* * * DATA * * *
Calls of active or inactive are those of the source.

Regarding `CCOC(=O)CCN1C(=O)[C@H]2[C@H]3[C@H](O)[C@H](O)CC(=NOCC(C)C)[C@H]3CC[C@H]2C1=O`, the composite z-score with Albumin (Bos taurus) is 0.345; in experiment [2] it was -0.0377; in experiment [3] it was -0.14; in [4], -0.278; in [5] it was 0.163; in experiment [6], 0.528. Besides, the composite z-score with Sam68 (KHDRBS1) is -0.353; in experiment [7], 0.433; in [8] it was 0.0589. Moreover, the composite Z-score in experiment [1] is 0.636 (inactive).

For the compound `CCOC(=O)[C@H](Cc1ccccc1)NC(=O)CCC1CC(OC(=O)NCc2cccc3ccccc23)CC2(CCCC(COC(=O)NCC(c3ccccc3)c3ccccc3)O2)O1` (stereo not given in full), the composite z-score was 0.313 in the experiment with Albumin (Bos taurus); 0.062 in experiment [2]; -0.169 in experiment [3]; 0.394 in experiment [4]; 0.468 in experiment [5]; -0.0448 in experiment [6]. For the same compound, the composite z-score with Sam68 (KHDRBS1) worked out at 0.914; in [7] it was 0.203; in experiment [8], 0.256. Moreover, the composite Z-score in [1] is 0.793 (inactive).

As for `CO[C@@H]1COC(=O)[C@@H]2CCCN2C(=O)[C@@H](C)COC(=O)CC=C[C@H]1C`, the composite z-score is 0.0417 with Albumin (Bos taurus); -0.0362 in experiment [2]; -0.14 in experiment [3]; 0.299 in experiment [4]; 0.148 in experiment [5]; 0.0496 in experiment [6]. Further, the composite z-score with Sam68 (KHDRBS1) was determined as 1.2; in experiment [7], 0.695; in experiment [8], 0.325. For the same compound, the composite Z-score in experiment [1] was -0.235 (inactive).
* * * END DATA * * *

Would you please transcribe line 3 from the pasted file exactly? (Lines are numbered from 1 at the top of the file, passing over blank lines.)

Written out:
For the compound `CCOC(=O)[C@H](Cc1ccccc1)NC(=O)CCC1CC(OC(=O)NCc2cccc3ccccc23)CC2(CCCC(COC(=O)NCC(c3ccccc3)c3ccccc3)O2)O1` (stereo not given in full), the composite z-score was 0.313 in the experiment with Albumin (Bos taurus); 0.062 in experiment [2]; -0.169 in experiment [3]; 0.394 in experiment [4]; 0.468 in experiment [5]; -0.0448 in experiment [6]. For the same compound, the composite z-score with Sam68 (KHDRBS1) worked out at 0.914; in [7] it was 0.203; in experiment [8], 0.256. Moreover, the composite Z-score in [1] is 0.793 (inactive).